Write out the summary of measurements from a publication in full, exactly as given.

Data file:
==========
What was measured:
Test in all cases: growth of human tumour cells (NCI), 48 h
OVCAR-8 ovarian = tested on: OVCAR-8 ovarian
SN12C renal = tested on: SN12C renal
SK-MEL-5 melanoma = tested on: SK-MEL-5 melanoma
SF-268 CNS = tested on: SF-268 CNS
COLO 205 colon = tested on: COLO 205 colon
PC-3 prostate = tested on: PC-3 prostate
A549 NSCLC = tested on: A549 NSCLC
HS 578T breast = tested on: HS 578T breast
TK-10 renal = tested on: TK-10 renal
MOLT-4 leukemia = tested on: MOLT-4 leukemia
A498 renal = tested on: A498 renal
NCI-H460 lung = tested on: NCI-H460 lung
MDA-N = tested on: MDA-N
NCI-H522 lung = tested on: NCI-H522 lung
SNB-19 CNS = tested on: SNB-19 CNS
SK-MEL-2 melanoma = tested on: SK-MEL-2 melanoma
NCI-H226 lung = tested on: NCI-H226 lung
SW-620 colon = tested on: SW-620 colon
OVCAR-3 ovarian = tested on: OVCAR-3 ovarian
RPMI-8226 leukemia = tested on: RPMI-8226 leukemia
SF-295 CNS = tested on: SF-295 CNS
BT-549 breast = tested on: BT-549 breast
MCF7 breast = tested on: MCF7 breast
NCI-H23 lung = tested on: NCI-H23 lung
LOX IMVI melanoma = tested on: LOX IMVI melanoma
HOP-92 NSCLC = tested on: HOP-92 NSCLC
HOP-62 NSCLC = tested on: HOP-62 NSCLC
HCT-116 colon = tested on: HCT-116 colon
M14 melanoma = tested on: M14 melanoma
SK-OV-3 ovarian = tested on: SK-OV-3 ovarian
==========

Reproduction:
What was measured:
Test in all cases: growth of human tumour cells (NCI), 48 h
OVCAR-8 ovarian = tested on: OVCAR-8 ovarian
SN12C renal = tested on: SN12C renal
SK-MEL-5 melanoma = tested on: SK-MEL-5 melanoma
SF-268 CNS = tested on: SF-268 CNS
COLO 205 colon = tested on: COLO 205 colon
PC-3 prostate = tested on: PC-3 prostate
A549 NSCLC = tested on: A549 NSCLC
HS 578T breast = tested on: HS 578T breast
TK-10 renal = tested on: TK-10 renal
MOLT-4 leukemia = tested on: MOLT-4 leukemia
A498 renal = tested on: A498 renal
NCI-H460 lung = tested on: NCI-H460 lung
MDA-N = tested on: MDA-N
NCI-H522 lung = tested on: NCI-H522 lung
SNB-19 CNS = tested on: SNB-19 CNS
SK-MEL-2 melanoma = tested on: SK-MEL-2 melanoma
NCI-H226 lung = tested on: NCI-H226 lung
SW-620 colon = tested on: SW-620 colon
OVCAR-3 ovarian = tested on: OVCAR-3 ovarian
RPMI-8226 leukemia = tested on: RPMI-8226 leukemia
SF-295 CNS = tested on: SF-295 CNS
BT-549 breast = tested on: BT-549 breast
MCF7 breast = tested on: MCF7 breast
NCI-H23 lung = tested on: NCI-H23 lung
LOX IMVI melanoma = tested on: LOX IMVI melanoma
HOP-92 NSCLC = tested on: HOP-92 NSCLC
HOP-62 NSCLC = tested on: HOP-62 NSCLC
HCT-116 colon = tested on: HCT-116 colon
M14 melanoma = tested on: M14 melanoma
SK-OV-3 ovarian = tested on: SK-OV-3 ovarian